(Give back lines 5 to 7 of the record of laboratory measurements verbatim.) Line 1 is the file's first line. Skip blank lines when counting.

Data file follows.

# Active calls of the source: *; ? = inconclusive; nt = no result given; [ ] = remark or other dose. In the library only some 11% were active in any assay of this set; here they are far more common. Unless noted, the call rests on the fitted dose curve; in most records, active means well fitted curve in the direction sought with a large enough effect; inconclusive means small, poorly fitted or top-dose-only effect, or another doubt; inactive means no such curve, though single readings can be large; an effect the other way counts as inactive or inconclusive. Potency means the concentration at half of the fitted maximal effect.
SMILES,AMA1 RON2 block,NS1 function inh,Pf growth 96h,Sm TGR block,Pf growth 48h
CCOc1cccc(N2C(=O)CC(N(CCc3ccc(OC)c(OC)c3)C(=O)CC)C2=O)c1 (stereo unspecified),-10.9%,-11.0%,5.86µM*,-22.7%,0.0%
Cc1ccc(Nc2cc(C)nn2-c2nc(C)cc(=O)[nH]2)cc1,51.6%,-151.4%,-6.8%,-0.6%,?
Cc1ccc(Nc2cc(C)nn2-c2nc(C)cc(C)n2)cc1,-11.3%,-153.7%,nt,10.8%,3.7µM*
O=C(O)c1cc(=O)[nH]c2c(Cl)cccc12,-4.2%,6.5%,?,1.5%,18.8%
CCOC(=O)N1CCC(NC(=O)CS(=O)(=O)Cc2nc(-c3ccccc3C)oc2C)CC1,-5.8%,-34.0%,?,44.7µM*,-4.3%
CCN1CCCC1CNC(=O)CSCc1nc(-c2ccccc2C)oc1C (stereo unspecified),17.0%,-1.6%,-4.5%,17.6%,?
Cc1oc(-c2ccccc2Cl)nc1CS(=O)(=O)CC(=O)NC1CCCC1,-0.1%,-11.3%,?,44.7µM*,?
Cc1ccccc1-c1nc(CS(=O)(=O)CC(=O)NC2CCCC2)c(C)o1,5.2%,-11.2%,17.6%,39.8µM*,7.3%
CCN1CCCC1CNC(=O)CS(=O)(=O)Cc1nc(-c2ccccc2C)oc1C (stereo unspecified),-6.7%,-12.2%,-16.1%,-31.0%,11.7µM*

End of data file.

Cc1ccc(Nc2cc(C)nn2-c2nc(C)cc(C)n2)cc1,-11.3%,-153.7%,nt,10.8%,3.7µM*
O=C(O)c1cc(=O)[nH]c2c(Cl)cccc12,-4.2%,6.5%,?,1.5%,18.8%
CCOC(=O)N1CCC(NC(=O)CS(=O)(=O)Cc2nc(-c3ccccc3C)oc2C)CC1,-5.8%,-34.0%,?,44.7µM*,-4.3%